Joho the Blog » $1,080 an hour
EverydayChaos
Everyday Chaos
Too Big to Know
Too Big to Know
Cluetrain 10th Anniversary edition
Cluetrain 10th Anniversary
Everything Is Miscellaneous
Everything Is Miscellaneous
Small Pieces cover
Small Pieces Loosely Joined
Cluetrain cover
Cluetrain Manifesto
My face
Speaker info
Who am I? (Blog Disclosure Form) Copy this link as RSS address

$1,080 an hour

From 8:02 until 8:58 this morning, I was in the care of an excellent endodentist, having a root canal. At the end of that hour, I was presented with a bill for $1,080, a number I associate more with high definition TVs than with hourly wages.

My endodentist was excellent. She’s highly skilled and had great chair-side manner, narrating each step, and preparing me for every delightful little surprise ( “You’ll feel a dull thud as I jam this this phillips-head screwdriver into your tooth, handle first.” “The smell of your own body burning may be a little pungent.”) I am old enough to remember when root canal was the standard measure of pain, just as “the length of a football field” is the standard measure of distance and “as many books as in the Library of Congress” is the standard measure of volume, so I have no complaints about a procedure that has become merely uncomfortable with occasional sharp twinges.

But $1,080 an hour? In Boston, that’s seems to be the going rate, albeit at the high end. On the other hand, after dental insurance, it only cost me $1,080….because there’s no practical way for me to get dental insurance.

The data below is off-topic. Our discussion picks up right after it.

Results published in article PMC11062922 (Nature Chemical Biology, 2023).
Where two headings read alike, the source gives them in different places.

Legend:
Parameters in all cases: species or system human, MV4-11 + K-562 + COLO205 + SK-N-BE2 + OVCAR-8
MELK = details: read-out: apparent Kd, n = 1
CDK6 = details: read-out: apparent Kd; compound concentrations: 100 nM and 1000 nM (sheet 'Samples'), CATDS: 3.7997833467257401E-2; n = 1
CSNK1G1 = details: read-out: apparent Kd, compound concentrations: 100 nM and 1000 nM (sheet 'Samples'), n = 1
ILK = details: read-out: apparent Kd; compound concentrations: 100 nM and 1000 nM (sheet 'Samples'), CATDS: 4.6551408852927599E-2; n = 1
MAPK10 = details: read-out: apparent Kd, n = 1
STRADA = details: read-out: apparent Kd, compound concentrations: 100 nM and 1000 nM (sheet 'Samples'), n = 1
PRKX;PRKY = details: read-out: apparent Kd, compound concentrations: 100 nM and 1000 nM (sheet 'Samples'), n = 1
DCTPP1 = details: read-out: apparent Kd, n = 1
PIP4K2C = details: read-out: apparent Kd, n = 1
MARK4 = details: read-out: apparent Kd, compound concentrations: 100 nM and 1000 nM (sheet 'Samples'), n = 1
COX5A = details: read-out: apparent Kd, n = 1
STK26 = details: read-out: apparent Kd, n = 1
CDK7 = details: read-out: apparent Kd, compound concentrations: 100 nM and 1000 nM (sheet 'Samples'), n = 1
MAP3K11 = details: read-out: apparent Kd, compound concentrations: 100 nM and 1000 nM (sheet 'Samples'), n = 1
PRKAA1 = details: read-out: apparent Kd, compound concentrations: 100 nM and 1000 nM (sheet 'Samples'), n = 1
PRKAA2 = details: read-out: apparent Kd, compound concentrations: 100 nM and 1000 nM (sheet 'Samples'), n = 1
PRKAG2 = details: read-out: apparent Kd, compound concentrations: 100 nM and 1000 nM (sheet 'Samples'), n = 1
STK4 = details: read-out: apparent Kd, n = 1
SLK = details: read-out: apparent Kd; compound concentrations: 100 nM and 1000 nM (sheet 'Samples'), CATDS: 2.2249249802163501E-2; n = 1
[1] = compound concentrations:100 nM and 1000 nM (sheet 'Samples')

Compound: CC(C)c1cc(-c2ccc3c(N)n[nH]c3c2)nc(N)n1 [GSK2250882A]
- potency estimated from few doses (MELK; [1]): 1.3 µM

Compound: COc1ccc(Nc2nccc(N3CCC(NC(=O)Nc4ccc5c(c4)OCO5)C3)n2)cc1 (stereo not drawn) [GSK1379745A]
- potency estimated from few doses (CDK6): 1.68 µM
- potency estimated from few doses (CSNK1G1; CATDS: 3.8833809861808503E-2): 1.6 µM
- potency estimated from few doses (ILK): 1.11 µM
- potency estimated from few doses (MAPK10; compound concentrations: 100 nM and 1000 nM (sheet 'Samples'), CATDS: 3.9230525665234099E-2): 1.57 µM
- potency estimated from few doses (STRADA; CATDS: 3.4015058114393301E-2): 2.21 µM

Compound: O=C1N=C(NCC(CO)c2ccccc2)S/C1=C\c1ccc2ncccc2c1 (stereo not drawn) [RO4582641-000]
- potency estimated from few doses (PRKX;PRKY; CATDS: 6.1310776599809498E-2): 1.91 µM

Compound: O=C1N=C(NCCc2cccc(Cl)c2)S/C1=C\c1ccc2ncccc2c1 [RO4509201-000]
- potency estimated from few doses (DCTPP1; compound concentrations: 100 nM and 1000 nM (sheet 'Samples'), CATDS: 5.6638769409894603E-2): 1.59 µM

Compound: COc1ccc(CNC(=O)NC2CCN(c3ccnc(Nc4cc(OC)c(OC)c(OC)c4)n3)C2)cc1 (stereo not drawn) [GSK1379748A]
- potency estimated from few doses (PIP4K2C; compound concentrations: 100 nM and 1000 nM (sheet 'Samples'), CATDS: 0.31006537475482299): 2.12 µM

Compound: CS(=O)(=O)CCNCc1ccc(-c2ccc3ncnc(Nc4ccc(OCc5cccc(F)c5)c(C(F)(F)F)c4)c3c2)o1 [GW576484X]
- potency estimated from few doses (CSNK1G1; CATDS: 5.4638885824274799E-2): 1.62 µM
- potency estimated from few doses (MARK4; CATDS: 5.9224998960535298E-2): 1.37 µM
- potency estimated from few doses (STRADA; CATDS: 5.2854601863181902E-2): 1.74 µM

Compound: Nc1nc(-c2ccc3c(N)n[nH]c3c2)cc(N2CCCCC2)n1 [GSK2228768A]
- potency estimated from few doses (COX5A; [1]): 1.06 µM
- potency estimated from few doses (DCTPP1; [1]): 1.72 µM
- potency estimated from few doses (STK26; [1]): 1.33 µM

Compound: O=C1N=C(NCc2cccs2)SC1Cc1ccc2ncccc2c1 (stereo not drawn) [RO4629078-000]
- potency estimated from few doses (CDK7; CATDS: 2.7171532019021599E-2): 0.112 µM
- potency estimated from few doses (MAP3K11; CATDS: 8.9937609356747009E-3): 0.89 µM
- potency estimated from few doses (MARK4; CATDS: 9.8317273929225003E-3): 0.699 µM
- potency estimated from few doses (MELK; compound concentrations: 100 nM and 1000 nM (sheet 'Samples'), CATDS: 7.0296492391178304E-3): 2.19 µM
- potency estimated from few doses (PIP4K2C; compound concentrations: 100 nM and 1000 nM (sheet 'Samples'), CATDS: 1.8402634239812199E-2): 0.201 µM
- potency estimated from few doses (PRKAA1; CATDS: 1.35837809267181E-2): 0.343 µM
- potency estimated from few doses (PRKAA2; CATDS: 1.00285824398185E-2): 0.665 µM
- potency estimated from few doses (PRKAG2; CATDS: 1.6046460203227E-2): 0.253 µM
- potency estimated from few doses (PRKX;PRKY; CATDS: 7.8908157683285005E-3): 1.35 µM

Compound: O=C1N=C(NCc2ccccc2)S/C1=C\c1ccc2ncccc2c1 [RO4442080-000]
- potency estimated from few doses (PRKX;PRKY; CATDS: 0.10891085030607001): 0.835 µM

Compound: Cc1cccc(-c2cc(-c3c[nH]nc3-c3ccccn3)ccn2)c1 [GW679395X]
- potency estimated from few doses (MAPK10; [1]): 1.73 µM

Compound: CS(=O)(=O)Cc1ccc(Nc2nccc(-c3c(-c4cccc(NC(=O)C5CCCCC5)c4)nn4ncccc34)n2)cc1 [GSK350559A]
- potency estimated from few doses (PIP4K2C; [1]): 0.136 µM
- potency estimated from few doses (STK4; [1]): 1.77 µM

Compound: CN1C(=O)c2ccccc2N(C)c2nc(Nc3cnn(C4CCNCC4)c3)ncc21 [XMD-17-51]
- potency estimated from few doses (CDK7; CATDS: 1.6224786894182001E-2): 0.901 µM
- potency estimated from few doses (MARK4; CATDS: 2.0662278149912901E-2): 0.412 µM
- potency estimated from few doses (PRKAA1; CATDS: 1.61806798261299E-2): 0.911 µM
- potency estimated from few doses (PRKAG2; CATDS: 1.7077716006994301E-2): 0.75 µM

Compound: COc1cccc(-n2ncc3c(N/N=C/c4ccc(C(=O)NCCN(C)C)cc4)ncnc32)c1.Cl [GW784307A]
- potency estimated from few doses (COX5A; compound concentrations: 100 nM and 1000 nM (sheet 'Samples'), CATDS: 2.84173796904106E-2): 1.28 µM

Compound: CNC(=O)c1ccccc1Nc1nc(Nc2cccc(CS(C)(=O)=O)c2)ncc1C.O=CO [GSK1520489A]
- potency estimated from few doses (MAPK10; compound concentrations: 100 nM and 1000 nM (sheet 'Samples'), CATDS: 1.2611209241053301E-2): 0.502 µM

I seriously don’t understand the pricing model. The endodentist is part of my dentist’s general practice. She shares the facilities and uses the same rooms. There doesn’t seem to be a whole lot of complex special equipment involved, outside of some rasps, a keyhole saw, and a cash register. She’s had some specialized training, but are root canals really that much more complex than the range of procedures my general dentist can do, from reconstructing a tooth to diagnosing gum problems? Meanwhile, the endodentist is in danger of getting repetitive stress syndrome from doing the same motions — drill, scrape, fill, phone her broker — over and over.

Is it pure scarcity that drives the prices up? At those prices, why is there a scarcity? And why aren’t other dental procedures broken off and priced as exorbitantly? Or is this a residue of the days when root canals were so painful that people wanted to feel like they were getting their money’s worth? [Tags: ]

Previous: « || Next: »

Comments are closed.

Comments (RSS).  RSS icon